The authority further describes in detail the scope of information to be included in a marketing submission depending on the applicable HF Submission Category. As it was mentioned before, a flowchart provided in the present guidance should be used in order to determine the HF Submission Category, and the level of regulatory scrutiny will depend on such a determination. According to the guidance, the following rules apply:
- HF Submission Category 1 – conclusion and high-level summary of HF evaluation. For cases falling within this category, the application submitted by an interested party should contain a statement confirming and justifying that the changes to a medical device in question do not affect the human factors considerations. This statement should also refer to previous human factors engineering evaluation.
- HF Submission Category 2 – rationale in submission for why: there are no critical tasks (new devices only); or there are no new critical tasks introduced and/or no changes that impact critical tasks (modified devices only). As further explained by the authority, it will expect to receive a rationale that highlights the grounds for the decision taken by the applicant and the appropriate justification.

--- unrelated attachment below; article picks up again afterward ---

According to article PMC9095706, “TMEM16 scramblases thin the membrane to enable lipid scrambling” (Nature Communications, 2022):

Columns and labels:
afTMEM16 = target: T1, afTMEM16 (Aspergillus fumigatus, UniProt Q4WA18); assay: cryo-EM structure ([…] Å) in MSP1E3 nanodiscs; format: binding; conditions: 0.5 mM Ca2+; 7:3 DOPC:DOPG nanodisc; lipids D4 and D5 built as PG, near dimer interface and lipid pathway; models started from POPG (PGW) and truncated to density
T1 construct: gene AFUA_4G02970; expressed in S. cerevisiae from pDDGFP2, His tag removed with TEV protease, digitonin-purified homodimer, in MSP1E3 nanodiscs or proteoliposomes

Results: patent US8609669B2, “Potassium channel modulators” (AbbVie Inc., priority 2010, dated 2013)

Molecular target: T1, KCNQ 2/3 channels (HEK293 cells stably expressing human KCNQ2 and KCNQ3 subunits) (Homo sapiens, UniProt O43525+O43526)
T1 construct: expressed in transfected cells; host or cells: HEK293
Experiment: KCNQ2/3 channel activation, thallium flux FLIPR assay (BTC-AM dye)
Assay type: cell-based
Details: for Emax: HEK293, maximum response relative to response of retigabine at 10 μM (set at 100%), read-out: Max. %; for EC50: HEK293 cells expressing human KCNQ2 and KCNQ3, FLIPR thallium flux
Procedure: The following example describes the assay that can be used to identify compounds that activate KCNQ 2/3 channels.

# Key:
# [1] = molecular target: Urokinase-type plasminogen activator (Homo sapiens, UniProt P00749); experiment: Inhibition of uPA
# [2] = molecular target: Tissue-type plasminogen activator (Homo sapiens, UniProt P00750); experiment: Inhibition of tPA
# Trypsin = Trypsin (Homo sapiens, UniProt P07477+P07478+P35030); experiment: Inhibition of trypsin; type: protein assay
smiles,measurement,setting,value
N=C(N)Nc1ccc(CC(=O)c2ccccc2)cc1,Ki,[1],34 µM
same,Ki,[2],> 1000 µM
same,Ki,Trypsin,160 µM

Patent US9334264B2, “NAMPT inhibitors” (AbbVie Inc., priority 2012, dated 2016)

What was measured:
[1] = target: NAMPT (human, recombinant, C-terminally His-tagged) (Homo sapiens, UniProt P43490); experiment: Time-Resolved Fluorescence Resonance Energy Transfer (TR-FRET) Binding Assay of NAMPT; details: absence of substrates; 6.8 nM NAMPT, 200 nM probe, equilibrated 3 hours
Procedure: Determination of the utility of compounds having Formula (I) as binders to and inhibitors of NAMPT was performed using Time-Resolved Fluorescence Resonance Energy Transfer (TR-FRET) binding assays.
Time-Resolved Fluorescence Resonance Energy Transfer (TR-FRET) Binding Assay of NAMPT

- HF Submission Category 3 – a human factors engineering report that includes validation testing addressing: critical task(s) (new devices only); or new critical task(s) introduced or existing critical task(s) impacted by change (modified devices only). Due to the significant risks associated thereto, this category will require a comprehensive human factors engineering report to be provided by the applicant. The authority also mentions that in case the existing risk mitigation measures are considered acceptable, the appropriate rationale should be provided by the applicant.
In summary, the present guidance provides an overview of the risk-based approach to be applied when determining the scope of information to be included in a premarket submission. The document describes in detail the existing categories and highlights specific aspects associated thereto.